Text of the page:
Liberalizing Libya: The return of colonial rule


Earlier this year, just as “liberation” was getting under way in Libya, McClatchy Newspapers reported that “As gasoline soars, Libyan rebels pay 46 cents a gallon.”

And with health care and education free in the north African country (which has radically increased the quality of life in the country), as well as having a nationalized bank that gave out interest-free loans and 60,000 Libyan dinars to newly married couples, considerable subsidies for cars, a national irrigation system that allowed the desert to bloom, and much more, it is no wonder that Libya was ranked first in human development for Africa, and 53rd for the world.

In order for that last fact to really carry its weight you have to understand that in 1951, when Libya gained independence from Italy, it was one of the poorest countries in the world. In sixty years, especially starting with the Green Revolution in 1969, the country has become such a success story that migrant workers fled to the country for jobs and wealth to send back home.

Shortly before the 2011 civil war Gaddafi again announced plans for an African gold dinar to challenge the Dollar and Euro as part of his plans for creating a United States of Africa. France’s President Sarkozy responded by saying such a move was a threat to the financial security of humanity. Two years ago I interviewed Demba Moussa Dembélé, a Senegalese economist who worked for Senegal’s Ministry of Economy and Finance back in the 1980s, about the United States of Africa and Gaddafi’s role in it where he told me that the Libyan leader was “the main driving force” behind it and was “committed” to integrating the continent in order to defend itself from the West.

Much of this story is similar to that of Iraq who, under Saddam Hussein, was able to turn a very poor country into a relatively rich one, especially in terms of human development. Iraq was a secular country that, like Libya, dramatically increased literacy and health standards while providing considerable economic assistance to the population. The kind of economic rights Iraq and Libya enjoyed are unheard of in the U.S. where the government has resisted cultural and economic rights tooth and nail.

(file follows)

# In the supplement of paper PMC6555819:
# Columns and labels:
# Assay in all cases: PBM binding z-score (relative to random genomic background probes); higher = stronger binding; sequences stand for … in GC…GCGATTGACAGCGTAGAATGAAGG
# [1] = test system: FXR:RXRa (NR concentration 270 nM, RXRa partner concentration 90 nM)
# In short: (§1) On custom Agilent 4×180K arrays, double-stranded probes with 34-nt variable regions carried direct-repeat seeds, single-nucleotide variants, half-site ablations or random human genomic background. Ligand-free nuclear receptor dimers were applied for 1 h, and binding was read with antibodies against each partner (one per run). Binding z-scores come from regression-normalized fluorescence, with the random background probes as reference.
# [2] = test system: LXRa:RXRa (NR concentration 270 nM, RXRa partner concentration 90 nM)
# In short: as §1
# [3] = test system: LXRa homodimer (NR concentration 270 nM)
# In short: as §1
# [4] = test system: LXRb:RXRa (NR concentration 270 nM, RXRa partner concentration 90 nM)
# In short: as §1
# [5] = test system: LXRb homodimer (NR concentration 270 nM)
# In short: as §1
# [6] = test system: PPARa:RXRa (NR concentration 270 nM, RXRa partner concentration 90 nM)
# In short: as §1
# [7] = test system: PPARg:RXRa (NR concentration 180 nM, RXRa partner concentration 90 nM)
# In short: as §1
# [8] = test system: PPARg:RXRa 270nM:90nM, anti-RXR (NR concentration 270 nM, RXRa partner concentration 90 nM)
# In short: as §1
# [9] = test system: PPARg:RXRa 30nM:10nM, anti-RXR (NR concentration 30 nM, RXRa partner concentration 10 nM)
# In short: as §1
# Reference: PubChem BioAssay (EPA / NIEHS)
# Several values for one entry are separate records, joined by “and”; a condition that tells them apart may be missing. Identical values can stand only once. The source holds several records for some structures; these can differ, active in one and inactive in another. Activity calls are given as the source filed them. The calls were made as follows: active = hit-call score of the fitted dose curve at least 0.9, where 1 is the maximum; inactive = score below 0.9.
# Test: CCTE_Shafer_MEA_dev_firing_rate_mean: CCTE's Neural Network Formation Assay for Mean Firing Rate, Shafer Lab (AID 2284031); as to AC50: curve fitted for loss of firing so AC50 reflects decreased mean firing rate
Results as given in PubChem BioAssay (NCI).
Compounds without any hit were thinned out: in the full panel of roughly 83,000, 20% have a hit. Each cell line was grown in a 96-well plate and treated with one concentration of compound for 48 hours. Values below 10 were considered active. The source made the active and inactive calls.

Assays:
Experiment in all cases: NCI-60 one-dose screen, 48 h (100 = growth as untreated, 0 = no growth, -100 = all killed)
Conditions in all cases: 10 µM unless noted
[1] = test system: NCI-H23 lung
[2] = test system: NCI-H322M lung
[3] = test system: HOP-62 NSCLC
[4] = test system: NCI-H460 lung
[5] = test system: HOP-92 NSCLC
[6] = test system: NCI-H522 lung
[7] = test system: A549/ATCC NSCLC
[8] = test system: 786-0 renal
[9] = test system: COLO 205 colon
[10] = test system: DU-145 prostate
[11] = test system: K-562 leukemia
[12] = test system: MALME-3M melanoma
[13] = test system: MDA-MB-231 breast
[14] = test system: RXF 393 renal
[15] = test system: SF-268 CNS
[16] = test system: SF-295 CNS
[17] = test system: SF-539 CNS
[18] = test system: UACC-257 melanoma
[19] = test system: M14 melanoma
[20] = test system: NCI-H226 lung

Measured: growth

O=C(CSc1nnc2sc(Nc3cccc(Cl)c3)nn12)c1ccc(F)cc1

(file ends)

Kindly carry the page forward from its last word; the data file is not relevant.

This is all the more revealing of the U.S.’s “humanitarian” intervention in both countries when in July of 2006 U.S. General Caldewell told reporters in one of the most under-reported stories of the war:

We’ve got what we call ministry advisory teams that work with the ministries to help them think through some of these challenges and issues [i.e. liberalizing the economy]. Price liberalization is a key aspect. Part of the World Bank’s requirements, as they move on for their monetary fiscal responsibility they have to establish here in this country, and they have certain gates where they’re supposed to be going through the liberalization of gas prices. They haven’t always been well-announced in advance, which leaves people to believe sometimes it’s a last-minute decision, but it’s not at all. You can actually lay that out and see when that should be occurring by what they had — they, the Iraqi government, had worked out with the World Bank and others.

When the U.S. went into Iraq they quickly turned the economy over to the “World Bank and others” for the purpose of undoing the social welfare policies that were distributing the wealth of the country to the general population in ways unacceptable to the powers that be so that international cartels could exploit the country for the profit. This was also a major part of Paul Bremer’s edicts, many of which still remain in place.